“I would like to thank our Customers, the Government and the Regulator, as well as partners for their loyalty and contribution to the growth of the aYo brand over this one year.” Kwesiga further noted.

aYo Uganda plans to make insurance relevant, accessible and easy to use thereby adding value to improve the lives of all Ugandans.

aYo Uganda, opened its doors to the Ugandan market in January 2017 with 2 products namely aYo Recharge with care and aYo Send with care. aYo Recharge with Care offers MTN pre-paid customers an easy way to get FREE hospital or life cover whenever you load MTN airtime. Adding aYo Send with Care to the MTN Mobile Money transfers means that, in the unfortunate event of your passing or should you be hospitalized for a night or more due to an accident, aYo will pay triple the amount you sent to your recipients into you MTN Mobile Money account in form of cover.

(Visited 344 time, 1 visit today)
Continue Reading

Local Business

Airtel Uganda, Kwese TV partner to launch mobile TV

Published

on

By

Airtel Uganda Managing Director Mr. V.G. Somasekhar addresses guests during a business breakfast held recently

Airtel Uganda Managing director Mr. V.G. Somasekhar

Airtel Uganda has partnered with Kwese TV, a provider of decoder TV services in Uganda, to launch Mobile TV services.

Get 50% off all your Safeboda rides. Click here to download the app

.  

Dubbed Kwese Iflix, it offers subscribers a chance to watch TV on-the-go regardless of location, time or whether or not they have an active TV package.

Commenting about the partnership, Airtel Uganda Managing Director Mr. V.G. Somasekhar noted that with a stable and reliable internet connection, anything is possible. “With countrywide 3G broadband, reliable 4G connection and affordable data bundles, we are bringing opportunities and passions closer to Ugandans. Thanks to our partnership with Kweseiflix Ugandans can have full time access to football during the exciting World Cup season,” he noted.

Airtel Uganda is providing a unique proposition to its customers, where one subscription gives them access to both Airtel’s discounted data bundles as well as content from Kwese Iflix (Two in one subscription through airtel money).

Kwese Iflix’s amazing content offers include; live coverage for the 2018 FIFA World Cup Russia – and much more on Kwese Iflix’s world class platform with the best international, regional and local content programs, to stream or even download.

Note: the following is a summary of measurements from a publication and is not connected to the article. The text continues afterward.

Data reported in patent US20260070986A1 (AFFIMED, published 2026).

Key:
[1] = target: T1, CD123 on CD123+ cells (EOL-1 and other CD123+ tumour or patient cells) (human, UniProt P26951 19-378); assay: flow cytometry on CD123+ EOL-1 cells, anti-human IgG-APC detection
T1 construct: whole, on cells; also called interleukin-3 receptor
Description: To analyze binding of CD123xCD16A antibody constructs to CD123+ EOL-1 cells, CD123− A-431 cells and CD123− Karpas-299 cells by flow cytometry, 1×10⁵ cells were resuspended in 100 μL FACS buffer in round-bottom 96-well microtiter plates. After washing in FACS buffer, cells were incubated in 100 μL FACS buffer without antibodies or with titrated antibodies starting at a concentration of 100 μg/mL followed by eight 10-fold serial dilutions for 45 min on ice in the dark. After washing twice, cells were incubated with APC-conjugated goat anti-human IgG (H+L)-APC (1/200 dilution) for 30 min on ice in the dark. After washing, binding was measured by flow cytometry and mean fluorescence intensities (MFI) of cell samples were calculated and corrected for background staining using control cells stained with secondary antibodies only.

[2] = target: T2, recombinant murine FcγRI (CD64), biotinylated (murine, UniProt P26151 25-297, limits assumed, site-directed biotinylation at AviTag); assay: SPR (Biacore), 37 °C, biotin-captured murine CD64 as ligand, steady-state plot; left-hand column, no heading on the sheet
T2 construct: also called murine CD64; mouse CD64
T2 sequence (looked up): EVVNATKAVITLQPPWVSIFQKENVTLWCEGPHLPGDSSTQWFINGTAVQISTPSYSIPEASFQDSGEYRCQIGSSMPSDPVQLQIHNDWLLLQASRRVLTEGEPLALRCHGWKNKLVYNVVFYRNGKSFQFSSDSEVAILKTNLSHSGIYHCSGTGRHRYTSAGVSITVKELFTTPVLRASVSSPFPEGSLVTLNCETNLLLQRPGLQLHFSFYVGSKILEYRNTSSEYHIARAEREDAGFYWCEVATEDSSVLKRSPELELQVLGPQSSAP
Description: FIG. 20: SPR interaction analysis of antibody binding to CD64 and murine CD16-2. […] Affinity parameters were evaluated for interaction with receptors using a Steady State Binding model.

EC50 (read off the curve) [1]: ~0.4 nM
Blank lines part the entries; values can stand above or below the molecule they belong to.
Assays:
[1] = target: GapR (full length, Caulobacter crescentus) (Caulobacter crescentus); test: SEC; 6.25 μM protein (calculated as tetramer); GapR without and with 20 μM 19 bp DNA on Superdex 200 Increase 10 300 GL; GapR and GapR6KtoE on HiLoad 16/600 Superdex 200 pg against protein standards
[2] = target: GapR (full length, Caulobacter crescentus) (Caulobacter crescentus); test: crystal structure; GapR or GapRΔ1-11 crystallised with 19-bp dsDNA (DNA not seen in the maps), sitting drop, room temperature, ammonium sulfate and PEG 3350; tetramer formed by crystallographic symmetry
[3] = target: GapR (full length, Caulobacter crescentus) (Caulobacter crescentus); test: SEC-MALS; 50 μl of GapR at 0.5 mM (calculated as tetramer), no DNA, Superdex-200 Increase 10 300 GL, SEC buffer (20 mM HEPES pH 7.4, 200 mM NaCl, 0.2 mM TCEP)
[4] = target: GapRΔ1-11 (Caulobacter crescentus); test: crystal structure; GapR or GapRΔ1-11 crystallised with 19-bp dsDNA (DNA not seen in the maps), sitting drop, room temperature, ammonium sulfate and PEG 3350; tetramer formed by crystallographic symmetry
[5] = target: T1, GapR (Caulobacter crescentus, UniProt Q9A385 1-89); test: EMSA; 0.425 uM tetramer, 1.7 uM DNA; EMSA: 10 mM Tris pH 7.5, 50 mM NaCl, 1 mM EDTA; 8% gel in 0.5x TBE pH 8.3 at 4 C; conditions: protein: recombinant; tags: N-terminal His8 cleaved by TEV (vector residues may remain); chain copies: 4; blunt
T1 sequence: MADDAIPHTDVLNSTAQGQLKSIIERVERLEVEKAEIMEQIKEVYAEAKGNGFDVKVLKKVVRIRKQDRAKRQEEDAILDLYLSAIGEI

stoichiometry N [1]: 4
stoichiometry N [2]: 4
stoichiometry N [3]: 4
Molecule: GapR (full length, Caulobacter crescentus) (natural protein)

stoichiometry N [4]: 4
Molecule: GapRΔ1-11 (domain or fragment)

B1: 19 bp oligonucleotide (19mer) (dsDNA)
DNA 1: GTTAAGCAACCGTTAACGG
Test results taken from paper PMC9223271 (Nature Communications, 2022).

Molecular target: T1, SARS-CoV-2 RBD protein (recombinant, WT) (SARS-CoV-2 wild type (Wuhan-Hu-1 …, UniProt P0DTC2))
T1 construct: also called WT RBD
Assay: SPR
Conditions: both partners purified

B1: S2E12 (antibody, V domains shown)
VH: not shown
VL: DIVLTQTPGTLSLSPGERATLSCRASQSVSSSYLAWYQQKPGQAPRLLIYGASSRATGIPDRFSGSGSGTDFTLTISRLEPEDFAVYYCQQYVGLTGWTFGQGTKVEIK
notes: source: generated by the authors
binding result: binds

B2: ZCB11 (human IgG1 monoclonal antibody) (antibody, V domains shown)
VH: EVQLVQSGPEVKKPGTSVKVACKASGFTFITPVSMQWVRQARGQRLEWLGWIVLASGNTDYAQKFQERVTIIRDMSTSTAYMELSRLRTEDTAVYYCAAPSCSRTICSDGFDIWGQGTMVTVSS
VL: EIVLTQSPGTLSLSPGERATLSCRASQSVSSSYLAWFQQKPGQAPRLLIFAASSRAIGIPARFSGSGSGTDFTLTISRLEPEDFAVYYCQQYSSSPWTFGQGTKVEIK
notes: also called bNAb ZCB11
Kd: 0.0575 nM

(Visited 344 time, 1 visit today)
Continue Reading

Local Business

UBA unveils solution to allow customers access bank services via Facebook

Published

on

By

Johnson Agoreyo, Managing Director/CEO, UBA Uganda

Johnson Agoreyo, the Managing Director UBA Uganda addresses guests during the launch of Leo.

By Our Reporter

Get 50% off all your Safeboda rides. Click here to download the app

.  

United Bank for Africa (UBA) has unveiled a digital solution dubbed Leo, a chatbot that enables customers use their Facebook accounts to carry out key banking transactions. This was during a ceremony held at their Head Offices on Tuesday.

According to Johnson Agoreyo, Managing Director/CEO, UBA Uganda, this product offering was developed to match customer’s lifestyles since more people are spending more time on social media.

“The formulation of this product is consistent with the bank’s customer-first philosophy, where we are doing things not the way we like but exactly what the customers want, where they want it, and in the exact platform they want. Therefore, we at UBA have collaborated with Facebook to come up with this. In future, Leo will show up on other platforms,” he said.

He further explained that Leo is a very interactive and easy to use  platform which will offer more convenience in how customers interact with the bank.

With Leo, customers are able to open new accounts, carry out money transfers and airtime top-up among others right on their mobile phones.

Gloriaus Byaruhanga, the Head, Digital Banking, UBA Uganda, emphasized that the platform is secure, noting that “the security with this platform is that for every transaction, an OTP (One Time Password) is generated to the phone number that is registered on the account.”

She also explained that to use the chat banking platform, a customer just needs to log in to Facebook Messenger and open up chat with Leo, who then takes over the conversation by telling the customer what steps to take.

The bank is continuously innovating and developing strategies aimed at making banking seamless and effortless for millions of its existing and potential customers, while also ensuring utmost safety of their transactions.

(Visited 344 time, 1 visit today)
Continue Reading

Yop Polls

Bigeyeug TV

Facebook

HOT RIGHT NOW